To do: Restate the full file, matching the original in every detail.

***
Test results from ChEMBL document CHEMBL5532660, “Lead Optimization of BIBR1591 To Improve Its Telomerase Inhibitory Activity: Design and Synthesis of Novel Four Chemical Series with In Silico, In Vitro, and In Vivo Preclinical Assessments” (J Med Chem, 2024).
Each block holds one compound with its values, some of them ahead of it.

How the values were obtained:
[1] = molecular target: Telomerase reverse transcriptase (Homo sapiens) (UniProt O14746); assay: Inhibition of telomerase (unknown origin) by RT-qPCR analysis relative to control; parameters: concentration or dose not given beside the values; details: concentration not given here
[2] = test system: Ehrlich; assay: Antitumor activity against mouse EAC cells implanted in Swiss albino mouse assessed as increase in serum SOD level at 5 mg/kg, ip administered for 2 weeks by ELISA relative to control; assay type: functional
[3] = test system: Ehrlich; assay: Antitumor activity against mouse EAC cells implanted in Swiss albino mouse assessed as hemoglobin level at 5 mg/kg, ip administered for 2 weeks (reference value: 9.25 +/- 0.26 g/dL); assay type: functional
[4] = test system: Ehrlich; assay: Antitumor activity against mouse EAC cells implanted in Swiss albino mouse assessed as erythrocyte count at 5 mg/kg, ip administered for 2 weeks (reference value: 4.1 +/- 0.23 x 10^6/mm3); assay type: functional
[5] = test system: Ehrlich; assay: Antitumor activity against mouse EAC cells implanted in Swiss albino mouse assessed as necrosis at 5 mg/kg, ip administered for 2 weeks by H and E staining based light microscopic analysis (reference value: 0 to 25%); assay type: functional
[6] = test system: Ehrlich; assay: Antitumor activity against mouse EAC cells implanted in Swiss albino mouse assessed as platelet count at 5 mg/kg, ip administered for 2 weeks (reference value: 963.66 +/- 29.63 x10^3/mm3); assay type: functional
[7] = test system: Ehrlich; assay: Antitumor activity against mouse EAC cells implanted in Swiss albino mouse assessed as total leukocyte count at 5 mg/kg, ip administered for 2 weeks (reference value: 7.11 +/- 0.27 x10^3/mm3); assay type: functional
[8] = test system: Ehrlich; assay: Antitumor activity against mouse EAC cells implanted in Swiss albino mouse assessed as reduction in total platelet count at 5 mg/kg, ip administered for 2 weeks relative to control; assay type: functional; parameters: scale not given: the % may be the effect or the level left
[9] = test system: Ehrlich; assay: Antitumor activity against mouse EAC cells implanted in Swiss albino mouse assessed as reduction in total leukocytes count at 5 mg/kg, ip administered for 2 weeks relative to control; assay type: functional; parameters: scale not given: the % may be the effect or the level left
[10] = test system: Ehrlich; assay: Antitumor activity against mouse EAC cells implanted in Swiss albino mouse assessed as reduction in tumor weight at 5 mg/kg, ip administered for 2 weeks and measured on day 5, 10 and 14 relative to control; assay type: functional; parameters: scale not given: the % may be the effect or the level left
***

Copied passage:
Test results from ChEMBL document CHEMBL5532660, “Lead Optimization of BIBR1591 To Improve Its Telomerase Inhibitory Activity: Design and Synthesis of Novel Four Chemical Series with In Silico, In Vitro, and In Vivo Preclinical Assessments” (J Med Chem, 2024).
Each block holds one compound with its values, some of them ahead of it.

How the values were obtained:
[1] = molecular target: Telomerase reverse transcriptase (Homo sapiens) (UniProt O14746); assay: Inhibition of telomerase (unknown origin) by RT-qPCR analysis relative to control; parameters: concentration or dose not given beside the values; details: concentration not given here
[2] = test system: Ehrlich; assay: Antitumor activity against mouse EAC cells implanted in Swiss albino mouse assessed as increase in serum SOD level at 5 mg/kg, ip administered for 2 weeks by ELISA relative to control; assay type: functional
[3] = test system: Ehrlich; assay: Antitumor activity against mouse EAC cells implanted in Swiss albino mouse assessed as hemoglobin level at 5 mg/kg, ip administered for 2 weeks (reference value: 9.25 +/- 0.26 g/dL); assay type: functional
[4] = test system: Ehrlich; assay: Antitumor activity against mouse EAC cells implanted in Swiss albino mouse assessed as erythrocyte count at 5 mg/kg, ip administered for 2 weeks (reference value: 4.1 +/- 0.23 x 10^6/mm3); assay type: functional
[5] = test system: Ehrlich; assay: Antitumor activity against mouse EAC cells implanted in Swiss albino mouse assessed as necrosis at 5 mg/kg, ip administered for 2 weeks by H and E staining based light microscopic analysis (reference value: 0 to 25%); assay type: functional
[6] = test system: Ehrlich; assay: Antitumor activity against mouse EAC cells implanted in Swiss albino mouse assessed as platelet count at 5 mg/kg, ip administered for 2 weeks (reference value: 963.66 +/- 29.63 x10^3/mm3); assay type: functional
[7] = test system: Ehrlich; assay: Antitumor activity against mouse EAC cells implanted in Swiss albino mouse assessed as total leukocyte count at 5 mg/kg, ip administered for 2 weeks (reference value: 7.11 +/- 0.27 x10^3/mm3); assay type: functional
[8] = test system: Ehrlich; assay: Antitumor activity against mouse EAC cells implanted in Swiss albino mouse assessed as reduction in total platelet count at 5 mg/kg, ip administered for 2 weeks relative to control; assay type: functional; parameters: scale not given: the % may be the effect or the level left
[9] = test system: Ehrlich; assay: Antitumor activity against mouse EAC cells implanted in Swiss albino mouse assessed as reduction in total leukocytes count at 5 mg/kg, ip administered for 2 weeks relative to control; assay type: functional; parameters: scale not given: the % may be the effect or the level left
[10] = test system: Ehrlich; assay: Antitumor activity against mouse EAC cells implanted in Swiss albino mouse assessed as reduction in tumor weight at 5 mg/kg, ip administered for 2 weeks and measured on day 5, 10 and 14 relative to control; assay type: functional; parameters: scale not given: the % may be the effect or the level left